Support Hyperallergic’s independent arts journalism.
Paul Dobraszczyk’s Future Cities isn’t the usual sort of book on architecture. The structures and locations it discusses are wholly speculative. The book is a survey of the sheer number of ways creatives have imagined how humans might build their living spaces in the future. In his introduction, Dobraszczyk explains that “Imagination can be said to prepare the ground for the ‘real’ and is always at work trying to transform it. Here, what is real and what is imagined are not two separate worlds, but ones that are always informing and transforming each other.”
To that end, Dobraszczyk has embarked on an impressively in-depth inquiry. The book references hundreds of works, ranging from literature to movies, to comics, to TV shows, to video games, to conceptual art projects. Its scope also reaches farther than one might expect, not merely sticking to contemporary science fiction but going back centuries. One of its first images is of Gustave Doré’s 1872 engraving “The New Zealander,” depicting a future traveler looking over the ruins of a flooded London. As fin de siècle visualizations of dirigible cities or trains running through skyscrapers demonstrate, the impulse to conjure both the grimmest and most optimistic possibilities for the future has long been around.
The book is divided into sections based around different categories of fictional cities — floating utopias, post-apocalyptic survival scenarios, adapting to shifting weather, etc. The consistent throughline is the need for more imagination to combat the existential threat to humanity’s living spaces posed by climate change. Imagined cities are contrasted against real experiments in new ways of design and living, such as the Biodome project or the Buckminster Fuller-inspired wave of desert communes in the ’70s. In some cases, such as the emergence of supertall skyscrapers in the 21st century, our real capabilities have proven to outmatch what we once hypothesized for ourselves.
The give and take between the popular imagination and reality forms the core of some of the book’s most intriguing segments. One great example is seasteading. Originally conceptualized as a way to combat rising sea levels and expand living room for common folk, over time the idea of forming societies on the water was co-opted by social libertarians and the rich and powerful, who saw it as an ideal way to escape the restrictions (and taxes) of society. Now, however, the pendulum may be swinging back, with the reality of diminishing shorelines hitting many close to home.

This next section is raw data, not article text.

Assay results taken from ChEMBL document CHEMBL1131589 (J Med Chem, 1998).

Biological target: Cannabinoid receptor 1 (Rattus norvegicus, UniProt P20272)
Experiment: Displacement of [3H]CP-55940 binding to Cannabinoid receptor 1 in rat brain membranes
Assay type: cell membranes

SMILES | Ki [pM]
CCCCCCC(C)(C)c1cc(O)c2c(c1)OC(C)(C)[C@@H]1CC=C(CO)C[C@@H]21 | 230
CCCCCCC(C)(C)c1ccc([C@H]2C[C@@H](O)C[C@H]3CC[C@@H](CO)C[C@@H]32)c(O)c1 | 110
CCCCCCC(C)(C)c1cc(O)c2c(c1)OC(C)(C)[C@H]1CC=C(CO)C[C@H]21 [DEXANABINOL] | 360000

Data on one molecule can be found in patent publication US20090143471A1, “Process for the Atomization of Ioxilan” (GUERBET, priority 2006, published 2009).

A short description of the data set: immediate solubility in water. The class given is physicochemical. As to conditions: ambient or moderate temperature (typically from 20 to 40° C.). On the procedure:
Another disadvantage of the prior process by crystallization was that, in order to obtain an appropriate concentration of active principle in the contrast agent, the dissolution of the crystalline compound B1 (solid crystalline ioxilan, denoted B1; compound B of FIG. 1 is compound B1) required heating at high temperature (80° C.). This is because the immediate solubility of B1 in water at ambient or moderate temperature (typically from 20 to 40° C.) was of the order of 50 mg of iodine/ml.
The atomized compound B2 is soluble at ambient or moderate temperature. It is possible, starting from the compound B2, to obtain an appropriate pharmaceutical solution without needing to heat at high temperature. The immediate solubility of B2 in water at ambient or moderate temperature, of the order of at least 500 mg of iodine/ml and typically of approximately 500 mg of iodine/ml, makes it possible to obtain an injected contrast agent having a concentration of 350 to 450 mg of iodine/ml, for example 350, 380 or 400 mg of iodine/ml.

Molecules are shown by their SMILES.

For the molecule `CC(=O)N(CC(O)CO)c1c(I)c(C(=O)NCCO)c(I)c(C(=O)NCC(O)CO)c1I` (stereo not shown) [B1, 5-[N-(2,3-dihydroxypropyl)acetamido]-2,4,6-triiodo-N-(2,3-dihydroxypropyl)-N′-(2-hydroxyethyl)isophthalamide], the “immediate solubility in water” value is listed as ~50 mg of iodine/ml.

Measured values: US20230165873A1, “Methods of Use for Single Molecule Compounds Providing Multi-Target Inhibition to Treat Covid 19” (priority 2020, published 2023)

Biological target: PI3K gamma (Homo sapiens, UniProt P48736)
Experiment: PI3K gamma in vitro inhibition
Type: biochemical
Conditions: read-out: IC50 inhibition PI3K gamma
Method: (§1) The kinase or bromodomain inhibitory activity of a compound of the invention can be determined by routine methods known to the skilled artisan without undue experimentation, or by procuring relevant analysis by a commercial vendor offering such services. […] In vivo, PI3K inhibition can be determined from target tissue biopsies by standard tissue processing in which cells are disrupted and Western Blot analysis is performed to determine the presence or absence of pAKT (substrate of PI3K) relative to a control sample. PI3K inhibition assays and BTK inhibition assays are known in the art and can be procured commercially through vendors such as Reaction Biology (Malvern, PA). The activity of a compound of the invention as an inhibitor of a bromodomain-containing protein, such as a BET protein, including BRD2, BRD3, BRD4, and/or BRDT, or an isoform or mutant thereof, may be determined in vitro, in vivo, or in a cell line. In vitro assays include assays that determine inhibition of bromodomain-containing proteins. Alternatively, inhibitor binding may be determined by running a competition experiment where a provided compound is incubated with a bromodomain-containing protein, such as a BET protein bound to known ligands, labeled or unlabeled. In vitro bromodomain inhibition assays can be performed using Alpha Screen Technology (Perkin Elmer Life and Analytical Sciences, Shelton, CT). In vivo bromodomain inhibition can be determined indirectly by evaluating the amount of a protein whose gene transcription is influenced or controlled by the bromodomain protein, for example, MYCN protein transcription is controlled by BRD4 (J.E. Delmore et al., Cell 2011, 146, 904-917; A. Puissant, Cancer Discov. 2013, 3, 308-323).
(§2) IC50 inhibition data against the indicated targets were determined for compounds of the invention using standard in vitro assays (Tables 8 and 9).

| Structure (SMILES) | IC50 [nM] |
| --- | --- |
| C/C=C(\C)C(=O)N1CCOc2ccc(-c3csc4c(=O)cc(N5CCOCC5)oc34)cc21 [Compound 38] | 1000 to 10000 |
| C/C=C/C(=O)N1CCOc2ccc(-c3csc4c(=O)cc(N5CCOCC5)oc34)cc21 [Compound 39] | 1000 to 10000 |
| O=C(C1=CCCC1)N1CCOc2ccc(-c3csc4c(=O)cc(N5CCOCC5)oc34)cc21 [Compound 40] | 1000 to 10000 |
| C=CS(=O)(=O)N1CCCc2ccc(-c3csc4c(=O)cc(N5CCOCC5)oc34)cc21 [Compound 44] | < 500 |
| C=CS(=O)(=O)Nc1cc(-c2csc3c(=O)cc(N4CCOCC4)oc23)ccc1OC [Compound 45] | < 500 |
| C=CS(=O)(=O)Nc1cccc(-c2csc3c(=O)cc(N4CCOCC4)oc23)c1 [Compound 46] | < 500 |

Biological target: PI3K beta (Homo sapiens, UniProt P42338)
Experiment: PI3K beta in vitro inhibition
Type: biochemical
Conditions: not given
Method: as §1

Especially noteworthy is the book’s accessibility. Dobraszczyk recognizes that the art he’s discussing often comes from mass media, that fantasy world-building has a special pull on the public imagination, and that it’s best to discuss its implications in easy-to-grasp terms. That he does this while still providing insightful analysis is laudable. Never would I have thought that I’d see China Miéville, Bioshock, High Rise, Blade Runner, Renzo Piano, and Anish Kapoor all in one reference and treated with equal levels of respect and rigor. Future Cities is impressively nerdy for an art and social issue text and will add a lot of titles to your to-read and to-watch lists, in addition to making you think about the futures we project for ourselves.
Future Cities by Paul Dobraszczyk is now available from Amazon and other booksellers.
This week, LA’s new Academy Museum, the intersections of anti-Blackness and anti-fatness, a largely unknown 19th century Black theater in NYC, sign language interpreters, and more.
Titian’s paintings are masterpieces, with all the complications of the term.
Through “Historic Site,” an 8-foot-tall plaque and Historic Sight, a year-long rotating exhibition in Pittsburgh, the Black Cube Fellows investigate how history is constructed, remembered, and retold.
Lawson’s images, and the ways that she has discussed her process, seem to be actively reproducing the kind of big-dick energy power dynamics of White male artists who also claim mastery over their subject matter.
Jenkins’s new short film, the centerpiece of a MoMI exhibit on The Underground Railroad, uses his signature techniques to confront the viewer.
Romanticism to Ruin: Two Lost Works of Sullivan and Wright memorializes Chicago’s Garrick Theatre and Buffalo’s Larkin Building, which were razed to build a parking lot and a truck stop.